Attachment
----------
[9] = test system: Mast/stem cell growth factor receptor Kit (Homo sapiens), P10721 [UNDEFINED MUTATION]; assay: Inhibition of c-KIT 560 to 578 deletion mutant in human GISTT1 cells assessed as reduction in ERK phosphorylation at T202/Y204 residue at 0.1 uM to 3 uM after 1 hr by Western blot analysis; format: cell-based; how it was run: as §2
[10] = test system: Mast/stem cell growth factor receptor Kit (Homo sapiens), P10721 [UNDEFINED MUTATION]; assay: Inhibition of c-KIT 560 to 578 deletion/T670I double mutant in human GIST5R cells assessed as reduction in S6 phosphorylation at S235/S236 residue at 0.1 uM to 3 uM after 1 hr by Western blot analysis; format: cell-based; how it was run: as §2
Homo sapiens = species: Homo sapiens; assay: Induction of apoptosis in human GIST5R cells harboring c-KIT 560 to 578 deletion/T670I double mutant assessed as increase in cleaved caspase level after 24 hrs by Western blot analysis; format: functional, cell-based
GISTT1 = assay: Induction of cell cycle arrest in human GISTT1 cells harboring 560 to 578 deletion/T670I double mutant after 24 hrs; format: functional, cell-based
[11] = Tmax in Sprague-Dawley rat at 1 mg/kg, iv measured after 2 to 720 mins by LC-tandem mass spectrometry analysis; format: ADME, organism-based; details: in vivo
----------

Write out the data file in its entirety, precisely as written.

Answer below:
[9] = test system: Mast/stem cell growth factor receptor Kit (Homo sapiens), P10721 [UNDEFINED MUTATION]; assay: Inhibition of c-KIT 560 to 578 deletion mutant in human GISTT1 cells assessed as reduction in ERK phosphorylation at T202/Y204 residue at 0.1 uM to 3 uM after 1 hr by Western blot analysis; format: cell-based; how it was run: as §2
[10] = test system: Mast/stem cell growth factor receptor Kit (Homo sapiens), P10721 [UNDEFINED MUTATION]; assay: Inhibition of c-KIT 560 to 578 deletion/T670I double mutant in human GIST5R cells assessed as reduction in S6 phosphorylation at S235/S236 residue at 0.1 uM to 3 uM after 1 hr by Western blot analysis; format: cell-based; how it was run: as §2
Homo sapiens = species: Homo sapiens; assay: Induction of apoptosis in human GIST5R cells harboring c-KIT 560 to 578 deletion/T670I double mutant assessed as increase in cleaved caspase level after 24 hrs by Western blot analysis; format: functional, cell-based
GISTT1 = assay: Induction of cell cycle arrest in human GISTT1 cells harboring 560 to 578 deletion/T670I double mutant after 24 hrs; format: functional, cell-based
[11] = Tmax in Sprague-Dawley rat at 1 mg/kg, iv measured after 2 to 720 mins by LC-tandem mass spectrometry analysis; format: ADME, organism-based; details: in vivo